Following on from our last post on connecting our communities with reading, today we feature Chris Orpen, Regional Librarian from Logan North Library, in Queensland. She attended “Best Sellers” readers advisory training with Paul Brown in November 2010, and then introduced retail principles of customer service and visual merchandising via staff picks into her library.
Encouraging staff to write regular short reviews for shelf talkers has always been a problem. All start out enthusiastically but the demands of day to day ‘busyness’ often pushes the reviews to a low or non priority. We developed a simplified process to overcome this issue. Each staff member has a colour coded book mark with a 5 star graphic and their name. They simply choose a book they enjoyed or would recommend, place the bookmark inside with the label showing, and place it on our designated end displays. Using this method we have loaned over 11,000 ‘staff picks’ in the last 12 months.
We had always planned to expand this concept if the project was successful. To overcome the lack of written review, each staff member has their photo (with the corresponding colour code) on display near our Readers Advice desk. Accompanying the photo is a dot point list of reading preferences and hobbies/interests. This assists borrowers in selecting items of common interest. The concept has proved very popular with many borrowers ‘following’ particular staff members, and it also adds a personal aspect to our selections. An unexpected advantage has been that new members get to know the staff much more quickly.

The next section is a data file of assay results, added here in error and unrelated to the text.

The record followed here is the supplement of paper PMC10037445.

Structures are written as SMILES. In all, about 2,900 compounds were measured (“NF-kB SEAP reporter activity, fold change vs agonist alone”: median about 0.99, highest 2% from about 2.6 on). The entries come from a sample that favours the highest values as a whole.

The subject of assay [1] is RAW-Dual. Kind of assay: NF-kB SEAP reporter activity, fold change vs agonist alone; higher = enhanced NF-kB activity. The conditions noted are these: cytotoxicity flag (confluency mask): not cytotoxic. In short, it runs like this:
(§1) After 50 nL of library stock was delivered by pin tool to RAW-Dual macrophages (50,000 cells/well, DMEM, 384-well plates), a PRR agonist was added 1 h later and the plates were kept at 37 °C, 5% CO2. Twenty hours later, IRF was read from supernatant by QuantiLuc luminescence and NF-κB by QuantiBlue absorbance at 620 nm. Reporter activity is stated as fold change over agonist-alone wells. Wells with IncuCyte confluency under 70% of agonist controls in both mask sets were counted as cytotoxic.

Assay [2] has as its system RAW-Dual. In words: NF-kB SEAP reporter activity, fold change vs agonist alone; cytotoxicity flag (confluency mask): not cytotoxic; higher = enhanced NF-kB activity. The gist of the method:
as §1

We talk a lot in our library service about connecting people in our community with reading, and this week quite a few great ideas were raised by staff.
- add Recommended Reads labels to book and DVD spines because people like to read what others have read and enjoyed. The labels would make them easy to find on the shelves for customers and for adding to displays.
- Taking reading to the nursing home residents (many of our staff have a great affinity with older people)
- Partnering with a local art magazine by contributing reviews of library art-related books with reviews written by librarians
- Promoting the add a review facility in our catalogue so people can share what they’re reading with others, with great incentives like books and awesome t-shirts.
I read about a great idea from two different sources this week.
The Victorians Love Libraries campaign and the Literacy Aotearoa Travelling Books project (LA via @SallyHeroes). We’re already registered on Bookcrossing, so could investigate doing something similar through there.
LA’s CEO Bronwyn Yates noted that ‘adult literacy is a major national issue’ (in New Zealand just as it is in Australia) and that ‘sharing the pleasure of reading books with others is hugely rewarding.’
What would be really useful in this country is a central collaborative project bank that library staff add to, gain inspiration from, and ultimately use to save time and duplication of effort, so that we can collectively make a huge difference. Have you seen the Love2Read Ideas Bank?
How are you connecting your community with reading?
How would you like to connect with your professional community to promote reading?